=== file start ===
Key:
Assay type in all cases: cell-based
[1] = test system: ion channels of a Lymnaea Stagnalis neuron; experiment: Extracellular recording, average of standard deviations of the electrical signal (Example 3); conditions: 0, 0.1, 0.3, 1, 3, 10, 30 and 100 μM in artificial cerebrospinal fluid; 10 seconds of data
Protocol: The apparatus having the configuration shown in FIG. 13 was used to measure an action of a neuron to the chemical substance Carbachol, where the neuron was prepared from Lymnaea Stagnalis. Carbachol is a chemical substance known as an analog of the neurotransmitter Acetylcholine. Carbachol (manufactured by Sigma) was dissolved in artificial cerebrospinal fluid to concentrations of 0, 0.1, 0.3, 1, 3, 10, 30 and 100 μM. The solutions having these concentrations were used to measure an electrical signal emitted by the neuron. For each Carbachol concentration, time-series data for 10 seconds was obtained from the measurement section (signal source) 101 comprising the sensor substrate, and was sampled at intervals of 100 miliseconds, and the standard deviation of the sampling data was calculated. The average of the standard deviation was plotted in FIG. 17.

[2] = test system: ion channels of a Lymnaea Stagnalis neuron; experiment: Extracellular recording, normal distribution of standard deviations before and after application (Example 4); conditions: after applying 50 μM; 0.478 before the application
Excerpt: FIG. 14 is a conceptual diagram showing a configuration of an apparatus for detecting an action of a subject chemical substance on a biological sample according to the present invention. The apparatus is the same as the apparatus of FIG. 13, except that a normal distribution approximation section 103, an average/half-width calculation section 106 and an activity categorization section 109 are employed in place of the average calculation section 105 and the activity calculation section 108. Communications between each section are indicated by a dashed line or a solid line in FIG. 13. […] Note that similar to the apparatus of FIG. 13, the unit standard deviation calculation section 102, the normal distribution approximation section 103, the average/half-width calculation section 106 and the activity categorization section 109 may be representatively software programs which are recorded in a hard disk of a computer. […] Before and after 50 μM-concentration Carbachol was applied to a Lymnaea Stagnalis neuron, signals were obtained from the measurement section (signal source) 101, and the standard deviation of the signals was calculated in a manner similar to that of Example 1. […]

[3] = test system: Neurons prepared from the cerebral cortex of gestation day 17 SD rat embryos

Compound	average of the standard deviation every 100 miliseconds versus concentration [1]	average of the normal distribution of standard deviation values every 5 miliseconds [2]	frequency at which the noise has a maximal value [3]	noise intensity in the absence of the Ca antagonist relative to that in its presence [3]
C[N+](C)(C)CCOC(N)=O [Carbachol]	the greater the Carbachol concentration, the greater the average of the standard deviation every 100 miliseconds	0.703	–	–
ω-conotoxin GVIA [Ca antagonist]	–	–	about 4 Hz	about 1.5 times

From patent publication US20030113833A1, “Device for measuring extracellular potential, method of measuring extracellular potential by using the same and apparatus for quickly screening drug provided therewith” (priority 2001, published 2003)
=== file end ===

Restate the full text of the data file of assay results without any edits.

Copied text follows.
Key:
Assay type in all cases: cell-based
[1] = test system: ion channels of a Lymnaea Stagnalis neuron; experiment: Extracellular recording, average of standard deviations of the electrical signal (Example 3); conditions: 0, 0.1, 0.3, 1, 3, 10, 30 and 100 μM in artificial cerebrospinal fluid; 10 seconds of data
Protocol: The apparatus having the configuration shown in FIG. 13 was used to measure an action of a neuron to the chemical substance Carbachol, where the neuron was prepared from Lymnaea Stagnalis. Carbachol is a chemical substance known as an analog of the neurotransmitter Acetylcholine. Carbachol (manufactured by Sigma) was dissolved in artificial cerebrospinal fluid to concentrations of 0, 0.1, 0.3, 1, 3, 10, 30 and 100 μM. The solutions having these concentrations were used to measure an electrical signal emitted by the neuron. For each Carbachol concentration, time-series data for 10 seconds was obtained from the measurement section (signal source) 101 comprising the sensor substrate, and was sampled at intervals of 100 miliseconds, and the standard deviation of the sampling data was calculated. The average of the standard deviation was plotted in FIG. 17.

[2] = test system: ion channels of a Lymnaea Stagnalis neuron; experiment: Extracellular recording, normal distribution of standard deviations before and after application (Example 4); conditions: after applying 50 μM; 0.478 before the application
Excerpt: FIG. 14 is a conceptual diagram showing a configuration of an apparatus for detecting an action of a subject chemical substance on a biological sample according to the present invention. The apparatus is the same as the apparatus of FIG. 13, except that a normal distribution approximation section 103, an average/half-width calculation section 106 and an activity categorization section 109 are employed in place of the average calculation section 105 and the activity calculation section 108. Communications between each section are indicated by a dashed line or a solid line in FIG. 13. […] Note that similar to the apparatus of FIG. 13, the unit standard deviation calculation section 102, the normal distribution approximation section 103, the average/half-width calculation section 106 and the activity categorization section 109 may be representatively software programs which are recorded in a hard disk of a computer. […] Before and after 50 μM-concentration Carbachol was applied to a Lymnaea Stagnalis neuron, signals were obtained from the measurement section (signal source) 101, and the standard deviation of the signals was calculated in a manner similar to that of Example 1. […]

[3] = test system: Neurons prepared from the cerebral cortex of gestation day 17 SD rat embryos

Compound	average of the standard deviation every 100 miliseconds versus concentration [1]	average of the normal distribution of standard deviation values every 5 miliseconds [2]	frequency at which the noise has a maximal value [3]	noise intensity in the absence of the Ca antagonist relative to that in its presence [3]
C[N+](C)(C)CCOC(N)=O [Carbachol]	the greater the Carbachol concentration, the greater the average of the standard deviation every 100 miliseconds	0.703	–	–
ω-conotoxin GVIA [Ca antagonist]	–	–	about 4 Hz	about 1.5 times

From patent publication US20030113833A1, “Device for measuring extracellular potential, method of measuring extracellular potential by using the same and apparatus for quickly screening drug provided therewith” (priority 2001, published 2003)